As you read, you are drawn to Agnes, the hardened, 23-year-old, chain-smoking photographer with close-cropped hair who writes poetry about her country’s descent into barbarism. You enjoy the company of the thoughtful, soft-spoken Mustapha, who was arrested by his country’s secret police. You’re quite fond of the elderly Mr. Stan with his “humpty head” and his knotted hands — disfigured by torturers who wanted to make sure that he would never write again. Perhaps your favorite character is the foul-mouthed, Nobel Prize-winning Ted Crumb, who visits the House of Journalists and rages against the hypocrisy of his government and the House itself.
And then there are characters like Julian Snowman, the House’s self-important founder, who grows increasingly paranoid as the novel proceeds. True, you don’t care for this fellow, but you find him to be a credible, comic creation, and you like hearing about him, much as you like hearing the stories about the rest of the journalists — even “AA,” the character played by you. You sense that some intrigue is developing, some mystery involving skullduggery and secret societies. You keep reading, though not as quickly and attentively as when you started.
By now, you’re nearly halfway through the novel, and you find yourself getting worried, yes, maybe a bit bogged down. Oh, you still admire Finch’s writing, his intelligence, the originality of his style, the seeming authenticity of his exiled characters’ monologues. But you’re starting to wonder if all this knowledge and mastery of detail will coalesce into a plot. You wonder if you’re being shallow, sensationalistic or overly traditional for craving forward motion. Perhaps Finch is demonstrating that writing fiction after describing torture and civil war is barbaric.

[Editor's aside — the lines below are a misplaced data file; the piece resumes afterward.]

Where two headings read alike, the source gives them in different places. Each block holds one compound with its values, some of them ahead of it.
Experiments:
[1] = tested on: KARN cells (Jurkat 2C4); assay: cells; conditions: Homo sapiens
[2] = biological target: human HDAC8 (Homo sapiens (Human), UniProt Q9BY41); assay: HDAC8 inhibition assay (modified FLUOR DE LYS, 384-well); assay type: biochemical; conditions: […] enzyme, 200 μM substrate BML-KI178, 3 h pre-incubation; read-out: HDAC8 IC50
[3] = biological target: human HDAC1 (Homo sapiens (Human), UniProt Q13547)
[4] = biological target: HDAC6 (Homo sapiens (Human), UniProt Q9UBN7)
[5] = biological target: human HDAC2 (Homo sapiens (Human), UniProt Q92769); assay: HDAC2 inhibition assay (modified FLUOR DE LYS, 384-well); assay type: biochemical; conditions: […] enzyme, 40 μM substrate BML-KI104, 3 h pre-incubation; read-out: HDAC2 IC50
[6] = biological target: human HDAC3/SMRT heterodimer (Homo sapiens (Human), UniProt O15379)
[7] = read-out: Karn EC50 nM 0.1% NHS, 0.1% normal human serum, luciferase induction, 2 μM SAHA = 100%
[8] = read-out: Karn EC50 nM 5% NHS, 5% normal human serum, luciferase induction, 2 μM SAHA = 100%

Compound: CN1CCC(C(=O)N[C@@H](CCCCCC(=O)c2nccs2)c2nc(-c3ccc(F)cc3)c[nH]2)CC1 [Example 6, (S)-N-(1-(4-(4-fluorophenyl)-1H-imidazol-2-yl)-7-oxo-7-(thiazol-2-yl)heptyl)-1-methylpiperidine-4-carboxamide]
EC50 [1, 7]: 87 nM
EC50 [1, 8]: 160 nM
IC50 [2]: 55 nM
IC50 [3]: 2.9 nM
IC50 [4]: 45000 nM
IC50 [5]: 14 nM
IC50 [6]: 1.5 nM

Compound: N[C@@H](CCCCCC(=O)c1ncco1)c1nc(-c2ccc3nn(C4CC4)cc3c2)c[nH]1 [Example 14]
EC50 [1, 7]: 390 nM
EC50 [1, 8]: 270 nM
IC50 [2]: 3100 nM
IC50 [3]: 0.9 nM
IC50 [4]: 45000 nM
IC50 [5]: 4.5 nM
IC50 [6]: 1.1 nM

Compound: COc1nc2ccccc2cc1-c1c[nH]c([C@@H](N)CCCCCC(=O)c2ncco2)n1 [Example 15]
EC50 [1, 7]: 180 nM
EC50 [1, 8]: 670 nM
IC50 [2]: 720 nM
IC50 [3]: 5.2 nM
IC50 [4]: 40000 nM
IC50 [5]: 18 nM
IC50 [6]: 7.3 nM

And yet you can’t deny your own desires — as a lover of fiction, you crave stories; you want this all to lead somewhere. You note that your character, this “AA,” seems to disappear for large swathes of narrative. As a reader, you too find yourself checking out every now and again. You wonder if Finch intends for you to feel his reader’s alienation — if he anticipates exactly how you will become distracted from his novel. Clever, you think. Probably too clever.
You arrive at a chapter called “Developments.” Here, you think, is where the novel will gain traction, propel you onward. And yet that doesn’t happen, not really. Julian Snowman, exhibiting “increasingly manic behaviour,” becomes convinced that someone is plotting against the House of Journalists. Even you, AA, are suspected. You sense that the leadership of the House of Journalists is becoming its own form of repressive regime. Yet none of this registers with sufficient impact.
Finally, in the novel’s last pages, Finch does try to tie the strands of his novel together, using a rather nifty, meta-fictional trick, one that explains the precise role you, AA, have been playing all along in creating the narrative. You generally love this sort of post-modern gamesmanship, but this time you feel it’s too late for that. You’re still not satisfied. Yes, you have to say it, you were expecting more from Finch’s characters. You sense that this is simply not the great novel you were expecting, but you still feel confident that Finch is capable of writing one. And when he does, you will be eager to read it.
Langer is the author of a memoir and five novels. His new novel is “The Salinger Contract.”